Experts discuss how to identify, fight premature ejaculation
One out of three men may be afflicted with this condition, but it remains underdiagnosed and undertreated.
Premature ejaculation, the inability to control ejaculation, can be very common in men, more prevalent than erectile dysfunction, but many of them are very reluctant of coming out, literally, to have it treated.
This is why the Philippine Urological Association and A. Menarini Philippines are actively pushing for awareness and treatment of this dysfunction. In a forum last July 10, titled “Media briefing on Premature Ejaculation” they sponsored, Dr. George Lee Eng Geap, consultant urological surgeon at Gleneagles Hospital in Kuala Lumpur, Malaysia, and Dr. Ulysses Quanico, PUA president, discussed how to identify and combat this sexual disorder.
Lee said: “Men with PE are often reluctant to discuss their condition or are in denial. Their partners, on the other hand, avoid raising the topic for fear of hurting their man’s feelings. This communication gap hinders diagnosis and treatment.” Quanico added, “Because of the social stigma attached to PE, very few couples and even fewer men dare speak about it.”
Characterized by short ejaculatory latency and inability to control ejaculation, PE is the most common male sexual dysfunction in Asia-Pacific, affecting nearly one in three men, or 31 percent.
In a study of 4,997 men aged 18-65 from 10 countries (Australia, New Zealand, China, Hong Kong, Indonesia, Malaysia, the Philippines, South Korea, Taiwan and Thailand), 31 percent had or probably had PE. In contrast, this same study found that only 20 percent of them had “mild to moderate,” “moderate” or “severe” erectile dysfunction.
Men can have PE from the first time they have sex (lifelong), or develop premature ejaculation later in life, even after many years of normal ejaculatory experience (acquired).
Although the exact cause of PE remains unknown, research has revealed that PE involves a complex interplay of both psychological and biological factors. But foremost of them is serotonin, which plays a central role, according to Lee.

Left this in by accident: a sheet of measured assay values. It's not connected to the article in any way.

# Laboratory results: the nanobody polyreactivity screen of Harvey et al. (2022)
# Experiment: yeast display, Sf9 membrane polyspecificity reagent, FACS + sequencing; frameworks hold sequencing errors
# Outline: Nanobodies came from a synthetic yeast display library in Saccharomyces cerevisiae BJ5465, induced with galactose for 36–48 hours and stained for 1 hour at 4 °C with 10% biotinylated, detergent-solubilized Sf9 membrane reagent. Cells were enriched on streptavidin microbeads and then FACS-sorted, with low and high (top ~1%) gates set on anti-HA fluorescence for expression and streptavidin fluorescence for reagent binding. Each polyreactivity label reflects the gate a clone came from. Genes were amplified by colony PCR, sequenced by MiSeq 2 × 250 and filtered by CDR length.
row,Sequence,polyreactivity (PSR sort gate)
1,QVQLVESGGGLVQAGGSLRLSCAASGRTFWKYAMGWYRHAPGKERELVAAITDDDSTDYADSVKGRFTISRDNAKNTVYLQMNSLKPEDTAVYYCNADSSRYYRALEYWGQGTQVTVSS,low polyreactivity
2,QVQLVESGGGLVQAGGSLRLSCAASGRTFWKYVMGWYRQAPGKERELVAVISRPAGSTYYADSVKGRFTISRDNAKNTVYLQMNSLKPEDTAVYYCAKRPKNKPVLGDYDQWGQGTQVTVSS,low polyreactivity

Serotonin, a neurotransmitter, is a chemical messenger in the brain and nervous system. Studies have shown that adequate levels of serotonin in the synapses—the junctions between neurons or brain cells—help delay ejaculation. Men with PE have low levels of serotonin in the synapses.
The impact of PE on couples is evident, according to studies. The 2013 Asia-Pacific Sexual Behaviors and Satisfaction Survey said that 91 percent of men in the Philippines find it highly important to sexually satisfy their partners; men want their partners to feel happy, loved and satisfied.
Meanwhile, seven out of 10 Filipinos, or 72 percent, were concerned that they weren’t able to sexually satisfy their partners. And almost half, or 46 percent, were concerned about ejaculating too early or not being able to control when to ejaculate
The lack of ejaculatory control results in sexual dissatisfaction and emotional distress, including feelings of inadequacy, anxiety, disappointment and frustration. It can then lead to interpersonal problems and disrupted relationships. One in five, or 20 percent, of men with PE says it can lead to relationship breakdown or divorce.
No more hiding
Men with PE don’t have to hide anymore, because with prescription drug dapoxetine, they can now take control. During that same event, A. Menarini Philippines formally launched dapoxetine, the first and only drug specifically developed for PE.
“Dapoxetine works by inhibiting a protein that transports serotonin away from the synapses, thereby increasing the synaptic levels of serotonin and consequently controlling ejaculation,” Lee said.
A. Menarini Philippines said that dapoxetine is proven to work in the first dose, is well-tolerated, and significantly improves control over ejaculation, leading to sexual satisfaction for the couple. Taken 1-3 hours before intercourse, one can achieve optimal effect after approximately six doses within four weeks.
“This is not just [about longer] sex. It’s about control [and] satisfaction,” Lee said. Quanico meanwhile urged all men to consult with their urologists.